By Shelley Wenzel
This week, Energy Innovation launched the Oregon Energy Policy Simulator (EPS), our newest state-specific, open-source, peer-reviewed, and nonpartisan model that estimates the environmental, economic, and public health impacts of hundreds of climate and energy policies. The Oregon EPS joins our other state models, including California, Colorado, Louisiana, Minnesota, Nevada, and Virginia.
Recent climate policies in Oregon have established the state as a climate leader, including a stronger transportation sector clean fuels standard, new zero-emission medium- and heavy-duty truck standards, and legislation establishing a timeline to fully decarbonize the power sector by 2040. Nevertheless, state policymakers must take additional action to achieve Oregon’s greenhouse gas (GHG) emissions targets of at least 45 percent below 1990 emissions by 2035 and at least 80 percent below by 2050.
The Oregon EPS can help state policymakers measure progress and design additional emissions reductions policies in the buildings, transportation, land use, and industry sectors. Modeling results show that increased ambition is not only possible, but that it creates dramatic economic, employment, and public health benefits.
When layered on top of current state policies, a deep decarbonization scenario, consistent with the U.S. Nationally Determined Contribution under the Paris Climate Agreement (NDC Scenario), would cut economy-wide emissions 50 percent in 2035 and 74 percent in 2050 compared to 1990 levels. The NDC Scenario would also increase Oregon’s gross domestic product (GDP) by almost $4 billion annually, create more than 18,000 jobs, and avoid nearly 60 premature deaths and 900 asthma attacks annually in the year 2050.
Energy Innovation conducted analysis outlining five scenarios modeled with the Oregon EPS: the Business as Usual (BAU) Scenario, two Recent Policy Development scenarios, the Example Climate Protection Program (CPP) Scenario, and the NDC Scenario. The table below summarizes this research, showing total emissions under each policy scenario, along with the percentage of GHG emissions reductions below 1990 levels in 2035 and 2050 for each scenario.
Overall, we find that a strong electric vehicle (EV) sales standard and an EV subsidy, adopting fuel efficiency standards and supporting charging infrastructure buildout for EVs, and replacing fossil fuel equipment in buildings and industry with electric and other zero-carbon alternatives will be critical for cutting carbon emissions and consumer costs, while creating significant jobs and public health benefits.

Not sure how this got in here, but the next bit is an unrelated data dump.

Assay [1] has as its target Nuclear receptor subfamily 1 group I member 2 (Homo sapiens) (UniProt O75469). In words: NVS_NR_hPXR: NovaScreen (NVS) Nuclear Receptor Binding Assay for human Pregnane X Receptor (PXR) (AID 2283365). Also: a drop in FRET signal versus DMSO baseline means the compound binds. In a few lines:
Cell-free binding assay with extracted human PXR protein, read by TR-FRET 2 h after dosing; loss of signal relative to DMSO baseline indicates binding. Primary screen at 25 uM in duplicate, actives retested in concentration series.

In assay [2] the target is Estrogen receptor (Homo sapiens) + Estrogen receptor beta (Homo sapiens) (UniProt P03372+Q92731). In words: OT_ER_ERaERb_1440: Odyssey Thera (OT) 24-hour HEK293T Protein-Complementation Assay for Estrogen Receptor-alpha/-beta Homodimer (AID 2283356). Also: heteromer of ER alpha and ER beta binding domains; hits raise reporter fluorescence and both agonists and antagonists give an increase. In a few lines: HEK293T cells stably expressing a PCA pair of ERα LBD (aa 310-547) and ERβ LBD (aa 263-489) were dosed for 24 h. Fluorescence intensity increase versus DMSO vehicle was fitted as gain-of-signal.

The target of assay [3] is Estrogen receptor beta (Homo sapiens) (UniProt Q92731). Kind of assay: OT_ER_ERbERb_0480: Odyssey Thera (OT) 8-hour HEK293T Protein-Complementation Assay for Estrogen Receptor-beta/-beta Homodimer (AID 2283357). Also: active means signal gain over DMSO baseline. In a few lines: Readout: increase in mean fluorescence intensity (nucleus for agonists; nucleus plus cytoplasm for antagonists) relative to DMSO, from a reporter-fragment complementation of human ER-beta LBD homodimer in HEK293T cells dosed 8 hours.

Business As Usual Scenario
The BAU Scenario estimates Oregon’s emissions trajectory prior to 2021 policy developments. With electricity as its own sector, Oregon’s two largest-emitting sectors in 2019 were transportation and electricity, at 35 percent and 29 percent of 2019 GHG emissions, respectively. However as shown in Figure 1, when emissions from electricity generation are reallocated to the demand sectors, the GHG emissions breakdown by sector is as follows: 35 percent for transportation, 34 percent for buildings, 19 percent for industry, and 10 percent for agriculture. Decarbonizing electricity is crucial, especially within the buildings sector, since buildings create the largest electricity demand by a significant margin—at almost 70 percent.
Recent Policy Scenarios
In 2021, Oregon initiated rulemaking for the recently expanded Oregon Clean Fuels Program targets, passed legislation requiring retail electricity providers to reduce GHG emissions of electricity sold to consumers 100 percent below baseline by 2040 (HB2021), and adopted the Clean Trucks Rule. The “Recent Policy Developments – No Added Imports Scenario” (No Added Imports Scenario) and the “Recent Policy Developments – Added Wind and Solar Imports Scenario” (Added Wind and Solar Imports Scenario) bookend the range of expected electricity sector emissions due to uncertainty around the state’s reliance on imported electricity.
In these scenarios, transportation sector emissions decrease 3 percent in 2035 and 15 percent in 2050 compared to the BAU Scenario. The scenarios also add jobs, averaging nearly 500 new jobs in the year 2050. Results also show an increase in GDP compared to the BAU Scenario, with the No Added Imports Scenario forecasting $40 million and the Added Wind and Solar Imports Scenario forecasting $140 million in added GDP in 2050. Oregon EPS findings also show public health benefits due to reductions in air pollution from burning fossil fuels, with approximately 200 avoided asthma attacks annually by 2050. The resulting emissions reductions and avoided health impacts are also estimated to avoid $1.5 billion in damages annually by 2050.